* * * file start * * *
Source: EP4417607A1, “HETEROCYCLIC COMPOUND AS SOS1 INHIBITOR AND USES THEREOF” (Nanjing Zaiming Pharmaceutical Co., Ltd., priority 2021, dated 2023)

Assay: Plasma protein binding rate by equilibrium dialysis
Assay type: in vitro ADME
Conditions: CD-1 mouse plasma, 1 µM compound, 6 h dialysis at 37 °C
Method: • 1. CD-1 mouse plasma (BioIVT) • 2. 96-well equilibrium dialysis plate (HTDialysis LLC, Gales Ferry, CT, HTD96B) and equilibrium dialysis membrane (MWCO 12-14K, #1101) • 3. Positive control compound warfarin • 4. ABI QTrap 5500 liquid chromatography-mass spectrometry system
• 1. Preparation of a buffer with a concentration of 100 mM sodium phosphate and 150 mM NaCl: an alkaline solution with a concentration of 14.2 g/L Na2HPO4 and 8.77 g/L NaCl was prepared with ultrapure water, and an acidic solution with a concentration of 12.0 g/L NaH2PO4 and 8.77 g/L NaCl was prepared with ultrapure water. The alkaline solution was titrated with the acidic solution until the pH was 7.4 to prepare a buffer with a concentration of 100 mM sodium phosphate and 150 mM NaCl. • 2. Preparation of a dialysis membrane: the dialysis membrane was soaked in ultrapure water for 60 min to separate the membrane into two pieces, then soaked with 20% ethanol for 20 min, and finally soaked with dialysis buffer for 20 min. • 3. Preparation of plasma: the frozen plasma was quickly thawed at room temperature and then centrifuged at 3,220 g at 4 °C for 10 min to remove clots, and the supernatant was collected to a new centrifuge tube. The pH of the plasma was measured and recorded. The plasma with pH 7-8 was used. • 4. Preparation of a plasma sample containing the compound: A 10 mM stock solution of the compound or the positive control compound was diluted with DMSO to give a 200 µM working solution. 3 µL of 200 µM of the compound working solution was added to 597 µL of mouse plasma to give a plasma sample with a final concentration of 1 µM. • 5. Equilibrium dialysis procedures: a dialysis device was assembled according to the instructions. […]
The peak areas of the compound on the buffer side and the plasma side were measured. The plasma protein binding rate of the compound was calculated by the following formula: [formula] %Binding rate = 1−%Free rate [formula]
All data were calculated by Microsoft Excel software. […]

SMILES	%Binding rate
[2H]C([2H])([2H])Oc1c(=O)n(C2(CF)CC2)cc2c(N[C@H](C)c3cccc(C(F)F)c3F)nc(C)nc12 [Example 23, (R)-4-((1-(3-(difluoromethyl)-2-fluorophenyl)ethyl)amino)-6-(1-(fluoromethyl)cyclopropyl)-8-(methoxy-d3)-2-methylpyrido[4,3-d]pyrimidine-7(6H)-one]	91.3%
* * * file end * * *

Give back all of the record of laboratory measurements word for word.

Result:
Source: EP4417607A1, “HETEROCYCLIC COMPOUND AS SOS1 INHIBITOR AND USES THEREOF” (Nanjing Zaiming Pharmaceutical Co., Ltd., priority 2021, dated 2023)

Assay: Plasma protein binding rate by equilibrium dialysis
Assay type: in vitro ADME
Conditions: CD-1 mouse plasma, 1 µM compound, 6 h dialysis at 37 °C
Method: • 1. CD-1 mouse plasma (BioIVT) • 2. 96-well equilibrium dialysis plate (HTDialysis LLC, Gales Ferry, CT, HTD96B) and equilibrium dialysis membrane (MWCO 12-14K, #1101) • 3. Positive control compound warfarin • 4. ABI QTrap 5500 liquid chromatography-mass spectrometry system
• 1. Preparation of a buffer with a concentration of 100 mM sodium phosphate and 150 mM NaCl: an alkaline solution with a concentration of 14.2 g/L Na2HPO4 and 8.77 g/L NaCl was prepared with ultrapure water, and an acidic solution with a concentration of 12.0 g/L NaH2PO4 and 8.77 g/L NaCl was prepared with ultrapure water. The alkaline solution was titrated with the acidic solution until the pH was 7.4 to prepare a buffer with a concentration of 100 mM sodium phosphate and 150 mM NaCl. • 2. Preparation of a dialysis membrane: the dialysis membrane was soaked in ultrapure water for 60 min to separate the membrane into two pieces, then soaked with 20% ethanol for 20 min, and finally soaked with dialysis buffer for 20 min. • 3. Preparation of plasma: the frozen plasma was quickly thawed at room temperature and then centrifuged at 3,220 g at 4 °C for 10 min to remove clots, and the supernatant was collected to a new centrifuge tube. The pH of the plasma was measured and recorded. The plasma with pH 7-8 was used. • 4. Preparation of a plasma sample containing the compound: A 10 mM stock solution of the compound or the positive control compound was diluted with DMSO to give a 200 µM working solution. 3 µL of 200 µM of the compound working solution was added to 597 µL of mouse plasma to give a plasma sample with a final concentration of 1 µM. • 5. Equilibrium dialysis procedures: a dialysis device was assembled according to the instructions. […]
The peak areas of the compound on the buffer side and the plasma side were measured. The plasma protein binding rate of the compound was calculated by the following formula: [formula] %Binding rate = 1−%Free rate [formula]
All data were calculated by Microsoft Excel software. […]

SMILES	%Binding rate
[2H]C([2H])([2H])Oc1c(=O)n(C2(CF)CC2)cc2c(N[C@H](C)c3cccc(C(F)F)c3F)nc(C)nc12 [Example 23, (R)-4-((1-(3-(difluoromethyl)-2-fluorophenyl)ethyl)amino)-6-(1-(fluoromethyl)cyclopropyl)-8-(methoxy-d3)-2-methylpyrido[4,3-d]pyrimidine-7(6H)-one]	91.3%